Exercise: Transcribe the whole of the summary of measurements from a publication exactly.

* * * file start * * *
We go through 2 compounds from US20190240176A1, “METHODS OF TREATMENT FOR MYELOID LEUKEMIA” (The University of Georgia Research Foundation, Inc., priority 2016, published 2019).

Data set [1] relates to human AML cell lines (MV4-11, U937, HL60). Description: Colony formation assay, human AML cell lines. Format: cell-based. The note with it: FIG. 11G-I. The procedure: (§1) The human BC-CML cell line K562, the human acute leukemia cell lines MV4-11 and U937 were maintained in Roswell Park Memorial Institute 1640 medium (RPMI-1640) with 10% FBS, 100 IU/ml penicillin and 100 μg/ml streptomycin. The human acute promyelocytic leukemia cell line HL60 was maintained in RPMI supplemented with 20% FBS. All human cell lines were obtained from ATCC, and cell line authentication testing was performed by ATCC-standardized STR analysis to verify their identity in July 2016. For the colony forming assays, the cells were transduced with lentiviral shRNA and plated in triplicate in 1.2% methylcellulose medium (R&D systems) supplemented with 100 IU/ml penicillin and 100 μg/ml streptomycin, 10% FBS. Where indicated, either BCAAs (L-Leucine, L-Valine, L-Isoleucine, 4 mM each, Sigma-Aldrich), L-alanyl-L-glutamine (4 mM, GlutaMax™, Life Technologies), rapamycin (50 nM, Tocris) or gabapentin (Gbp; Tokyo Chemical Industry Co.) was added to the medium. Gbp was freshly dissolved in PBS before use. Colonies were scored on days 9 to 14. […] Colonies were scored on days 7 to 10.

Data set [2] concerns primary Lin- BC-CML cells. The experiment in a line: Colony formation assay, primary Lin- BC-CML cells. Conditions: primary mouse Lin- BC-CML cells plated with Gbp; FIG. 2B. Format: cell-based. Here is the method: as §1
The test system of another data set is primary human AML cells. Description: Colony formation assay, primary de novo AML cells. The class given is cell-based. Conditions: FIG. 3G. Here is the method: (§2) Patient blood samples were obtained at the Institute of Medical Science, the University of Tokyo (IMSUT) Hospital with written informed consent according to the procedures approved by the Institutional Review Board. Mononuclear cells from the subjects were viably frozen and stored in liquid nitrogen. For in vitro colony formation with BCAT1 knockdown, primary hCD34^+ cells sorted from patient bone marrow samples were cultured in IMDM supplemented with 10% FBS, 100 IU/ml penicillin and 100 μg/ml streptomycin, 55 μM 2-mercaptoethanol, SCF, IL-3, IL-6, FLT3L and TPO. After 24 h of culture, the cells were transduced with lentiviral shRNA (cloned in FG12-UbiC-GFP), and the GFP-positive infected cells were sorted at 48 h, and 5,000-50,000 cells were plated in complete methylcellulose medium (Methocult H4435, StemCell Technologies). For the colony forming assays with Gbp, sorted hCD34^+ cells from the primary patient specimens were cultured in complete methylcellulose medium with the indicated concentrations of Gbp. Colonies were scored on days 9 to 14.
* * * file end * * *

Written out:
We go through 2 compounds from US20190240176A1, “METHODS OF TREATMENT FOR MYELOID LEUKEMIA” (The University of Georgia Research Foundation, Inc., priority 2016, published 2019).

Data set [1] relates to human AML cell lines (MV4-11, U937, HL60). Description: Colony formation assay, human AML cell lines. Format: cell-based. The note with it: FIG. 11G-I. The procedure: (§1) The human BC-CML cell line K562, the human acute leukemia cell lines MV4-11 and U937 were maintained in Roswell Park Memorial Institute 1640 medium (RPMI-1640) with 10% FBS, 100 IU/ml penicillin and 100 μg/ml streptomycin. The human acute promyelocytic leukemia cell line HL60 was maintained in RPMI supplemented with 20% FBS. All human cell lines were obtained from ATCC, and cell line authentication testing was performed by ATCC-standardized STR analysis to verify their identity in July 2016. For the colony forming assays, the cells were transduced with lentiviral shRNA and plated in triplicate in 1.2% methylcellulose medium (R&D systems) supplemented with 100 IU/ml penicillin and 100 μg/ml streptomycin, 10% FBS. Where indicated, either BCAAs (L-Leucine, L-Valine, L-Isoleucine, 4 mM each, Sigma-Aldrich), L-alanyl-L-glutamine (4 mM, GlutaMax™, Life Technologies), rapamycin (50 nM, Tocris) or gabapentin (Gbp; Tokyo Chemical Industry Co.) was added to the medium. Gbp was freshly dissolved in PBS before use. Colonies were scored on days 9 to 14. […] Colonies were scored on days 7 to 10.

Data set [2] concerns primary Lin- BC-CML cells. The experiment in a line: Colony formation assay, primary Lin- BC-CML cells. Conditions: primary mouse Lin- BC-CML cells plated with Gbp; FIG. 2B. Format: cell-based. Here is the method: as §1
The test system of another data set is primary human AML cells. Description: Colony formation assay, primary de novo AML cells. The class given is cell-based. Conditions: FIG. 3G. Here is the method: (§2) Patient blood samples were obtained at the Institute of Medical Science, the University of Tokyo (IMSUT) Hospital with written informed consent according to the procedures approved by the Institutional Review Board. Mononuclear cells from the subjects were viably frozen and stored in liquid nitrogen. For in vitro colony formation with BCAT1 knockdown, primary hCD34^+ cells sorted from patient bone marrow samples were cultured in IMDM supplemented with 10% FBS, 100 IU/ml penicillin and 100 μg/ml streptomycin, 55 μM 2-mercaptoethanol, SCF, IL-3, IL-6, FLT3L and TPO. After 24 h of culture, the cells were transduced with lentiviral shRNA (cloned in FG12-UbiC-GFP), and the GFP-positive infected cells were sorted at 48 h, and 5,000-50,000 cells were plated in complete methylcellulose medium (Methocult H4435, StemCell Technologies). For the colony forming assays with Gbp, sorted hCD34^+ cells from the primary patient specimens were cultured in complete methylcellulose medium with the indicated concentrations of Gbp. Colonies were scored on days 9 to 14.